What better natural remedy to have during times of sickness and for maintaining health and wellness during cold weather?

Health Benefits of Carrots:

Carrots are rich sources of carotenoids (particularly beta-carotene), B vitamins, phosphorus, calcium and all important iodine. The antioxidant nutrients in carrots are believed to explain many of the heart protective benefits provided by this root vegetable. The carotenoids in carrots are also known for their benefit for eye health. And, lab studies have shown the ability of carrots and their juice to inhibit the grown of colon cancer cells. Carrots are simply too rich in digestive tract-supporting fiber, antioxidants, and unique phytonutrients to not be eaten in support of the lower digestive tract and colon cancer protection.

Health Benefits of Fennel:

Fennel contains its own unique combination of phytonutrients—including the flavonoids rutin,quercitin, and various kaempferol glycosides, that give it strong antioxidant activity. In animal studies, the phytonutrient anethole in fennel has been shown to lower inflammation and to help prevent the occurrence of cancer. It is also a great source of vitamin C. The vitamin C (needed for a healthy immune system) found in the fennel bulb is also potently antimicrobial. It contains a very high fiber content, and in addition, is a very good source of folate, the B vitamin necessary for the conversion of a dangerous molecule called homocysteine (that can cause a host of heart and cardiovascular damage) into other, benign molecules. It is also a very good source of potassium, a mineral that helps lower high blood pressure, another risk factor for stroke and heart attack.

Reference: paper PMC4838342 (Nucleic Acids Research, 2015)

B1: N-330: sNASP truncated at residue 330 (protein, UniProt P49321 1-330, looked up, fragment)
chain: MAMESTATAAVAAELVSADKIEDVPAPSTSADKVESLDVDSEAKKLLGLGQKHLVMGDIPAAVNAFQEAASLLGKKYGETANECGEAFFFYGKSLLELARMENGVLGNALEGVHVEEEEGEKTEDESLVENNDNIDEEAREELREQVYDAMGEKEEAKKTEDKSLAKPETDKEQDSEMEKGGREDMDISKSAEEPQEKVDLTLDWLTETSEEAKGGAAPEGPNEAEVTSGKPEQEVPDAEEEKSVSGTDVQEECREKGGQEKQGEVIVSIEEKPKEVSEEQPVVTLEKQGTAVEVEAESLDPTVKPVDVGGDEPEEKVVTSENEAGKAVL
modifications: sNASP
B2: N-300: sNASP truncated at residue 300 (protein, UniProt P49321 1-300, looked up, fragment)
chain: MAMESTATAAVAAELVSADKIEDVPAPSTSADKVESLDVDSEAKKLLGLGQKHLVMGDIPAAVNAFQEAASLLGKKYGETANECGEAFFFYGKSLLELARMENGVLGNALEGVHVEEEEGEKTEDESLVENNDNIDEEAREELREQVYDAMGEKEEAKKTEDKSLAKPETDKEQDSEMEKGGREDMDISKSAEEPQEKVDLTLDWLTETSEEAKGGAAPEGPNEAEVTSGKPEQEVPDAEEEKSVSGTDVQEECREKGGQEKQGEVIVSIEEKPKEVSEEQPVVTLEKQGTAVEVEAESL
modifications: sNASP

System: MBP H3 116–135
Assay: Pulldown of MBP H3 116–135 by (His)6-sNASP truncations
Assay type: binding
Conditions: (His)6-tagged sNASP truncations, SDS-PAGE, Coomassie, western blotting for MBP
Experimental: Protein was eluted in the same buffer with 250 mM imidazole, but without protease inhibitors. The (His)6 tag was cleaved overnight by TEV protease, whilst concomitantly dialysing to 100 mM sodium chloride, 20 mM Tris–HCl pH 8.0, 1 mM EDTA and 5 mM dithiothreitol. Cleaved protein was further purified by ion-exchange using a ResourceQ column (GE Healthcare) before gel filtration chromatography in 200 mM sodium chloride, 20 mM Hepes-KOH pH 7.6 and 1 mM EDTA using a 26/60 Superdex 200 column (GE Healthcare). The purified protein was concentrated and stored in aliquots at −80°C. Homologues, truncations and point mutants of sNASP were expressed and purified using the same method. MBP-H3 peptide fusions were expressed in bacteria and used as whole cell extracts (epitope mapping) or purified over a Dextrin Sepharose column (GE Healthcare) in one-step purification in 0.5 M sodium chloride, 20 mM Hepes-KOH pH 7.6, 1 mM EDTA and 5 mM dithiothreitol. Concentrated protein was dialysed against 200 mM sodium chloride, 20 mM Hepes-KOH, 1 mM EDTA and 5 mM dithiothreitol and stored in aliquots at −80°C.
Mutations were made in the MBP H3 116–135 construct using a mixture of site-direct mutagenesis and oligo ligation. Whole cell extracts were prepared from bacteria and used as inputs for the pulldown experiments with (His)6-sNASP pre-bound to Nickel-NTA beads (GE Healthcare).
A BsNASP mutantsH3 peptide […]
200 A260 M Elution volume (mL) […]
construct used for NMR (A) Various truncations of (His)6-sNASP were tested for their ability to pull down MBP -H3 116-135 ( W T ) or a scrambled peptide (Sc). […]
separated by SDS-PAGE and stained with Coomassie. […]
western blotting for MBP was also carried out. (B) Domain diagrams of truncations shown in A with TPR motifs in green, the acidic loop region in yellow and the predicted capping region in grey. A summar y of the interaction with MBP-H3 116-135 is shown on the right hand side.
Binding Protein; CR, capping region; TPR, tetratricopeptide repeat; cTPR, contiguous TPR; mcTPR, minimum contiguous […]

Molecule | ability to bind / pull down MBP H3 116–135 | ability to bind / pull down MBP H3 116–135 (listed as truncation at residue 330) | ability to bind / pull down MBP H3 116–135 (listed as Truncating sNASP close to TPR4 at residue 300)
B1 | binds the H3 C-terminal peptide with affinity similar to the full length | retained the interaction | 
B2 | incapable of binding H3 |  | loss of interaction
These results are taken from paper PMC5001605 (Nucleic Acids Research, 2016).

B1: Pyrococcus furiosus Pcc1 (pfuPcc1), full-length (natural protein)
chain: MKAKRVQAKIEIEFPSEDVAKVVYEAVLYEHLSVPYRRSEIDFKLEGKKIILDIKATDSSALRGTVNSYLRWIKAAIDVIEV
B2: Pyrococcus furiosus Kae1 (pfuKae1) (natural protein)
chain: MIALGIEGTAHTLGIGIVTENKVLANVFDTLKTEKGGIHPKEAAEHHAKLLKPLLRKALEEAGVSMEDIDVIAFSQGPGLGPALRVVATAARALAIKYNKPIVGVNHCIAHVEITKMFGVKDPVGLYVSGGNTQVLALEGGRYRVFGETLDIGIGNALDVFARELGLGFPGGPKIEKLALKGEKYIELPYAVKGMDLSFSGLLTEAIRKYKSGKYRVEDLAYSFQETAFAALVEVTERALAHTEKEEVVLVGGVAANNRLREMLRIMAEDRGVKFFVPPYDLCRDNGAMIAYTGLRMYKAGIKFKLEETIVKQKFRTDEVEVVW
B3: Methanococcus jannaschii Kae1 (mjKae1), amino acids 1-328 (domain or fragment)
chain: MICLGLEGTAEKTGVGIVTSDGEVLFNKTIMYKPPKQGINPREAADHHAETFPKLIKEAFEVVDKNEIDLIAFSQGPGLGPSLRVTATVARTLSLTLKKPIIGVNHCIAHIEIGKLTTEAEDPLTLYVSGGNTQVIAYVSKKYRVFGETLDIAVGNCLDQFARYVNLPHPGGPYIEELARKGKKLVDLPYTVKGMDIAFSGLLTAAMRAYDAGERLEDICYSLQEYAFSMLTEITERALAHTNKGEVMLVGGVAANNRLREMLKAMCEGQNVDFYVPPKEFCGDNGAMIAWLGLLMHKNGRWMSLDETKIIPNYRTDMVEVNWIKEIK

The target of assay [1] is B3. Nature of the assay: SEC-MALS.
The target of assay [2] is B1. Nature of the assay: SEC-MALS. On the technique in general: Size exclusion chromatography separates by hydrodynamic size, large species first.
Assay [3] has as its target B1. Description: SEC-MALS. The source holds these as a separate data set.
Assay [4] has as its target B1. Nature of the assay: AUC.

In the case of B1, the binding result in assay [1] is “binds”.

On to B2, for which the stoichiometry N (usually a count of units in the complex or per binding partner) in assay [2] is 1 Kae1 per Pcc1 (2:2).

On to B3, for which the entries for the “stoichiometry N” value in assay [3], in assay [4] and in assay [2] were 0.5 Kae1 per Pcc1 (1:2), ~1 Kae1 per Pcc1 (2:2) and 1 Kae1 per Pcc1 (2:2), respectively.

Health Benefits of Leek:

Leeks can always be used in place of onions, although they have a slightly more pungent flavor than their cousins. Leeks are good sources of carotenoids, B complex and vitamin C and are considered nourishing for the liver. Leeks, not unlike their cousin garlic and fennel, also contain important amounts of the flavonoid kaempferol, which has repeatedly been shown to help protect our blood vessel linings from damage, including damage by overly reactive oxygen molecules. This appears to involve increased production of nitric oxide (NO), a naturally occurring gas that helps to dilate and relax the blood vessels. Leeks also contain a high content of antioxidant polyphenols, which play a direct role in protecting our blood vessels and blood cells from oxidative damage.

Health Benefits of Shiitake mushrooms:

Widely referred to as “medicinal mushrooms,” the Shiitake is a smoky flavored fungus, packed full of beneficial nutrition. In Traditional Chinese Medicine, shiitake mushrooms are used for cleansing and balance. They appear able to enhance immune function in both directions, giving it a boost when needed, and cutting back on its activity when needed. They are also known to contain a natural source of interferon, a protein which appears to induce an immune response against cancer and viruses. Like other mushrooms, they contain about 90 percent water and act as sponges, absorbing the flavors of other foods with which they are cooked. They contain protein, phosphorus, potassium, calcium, and are a great source of iron and B complex vitamins, particularly biotin. They are also known to contain a substance called adenosine, that has potent blood thinning and anticoagulating properties.

Benefit of adding Apple Cider Vinegar to soup:

Acidic wine or vinegar added during the cooking process helps to draw minerals, particularly calcium, magnesium and potassium, into the broth.

The above health benefits of these vegetables are by no means exhaustive. There’s a lot more to be known about how they can bolster our health. Nevertheless, take what’s written here to heart (no pun intended) and serve yourself up this dish frequently. Not only will your taste buds love it, but your body will love you for its nutritional value all the more.

*NOTE: Much of the broth information above was obtained from the great book: Fallon, Sally (1999-10-01). Nourishing Traditions: The Cookbook that Challenges Politically Correct Nutrition and the Diet Dictocrats. NewTrends Publishing, Inc.. Kindle Edition.

As always, I welcome your comments, suggestions and questions below.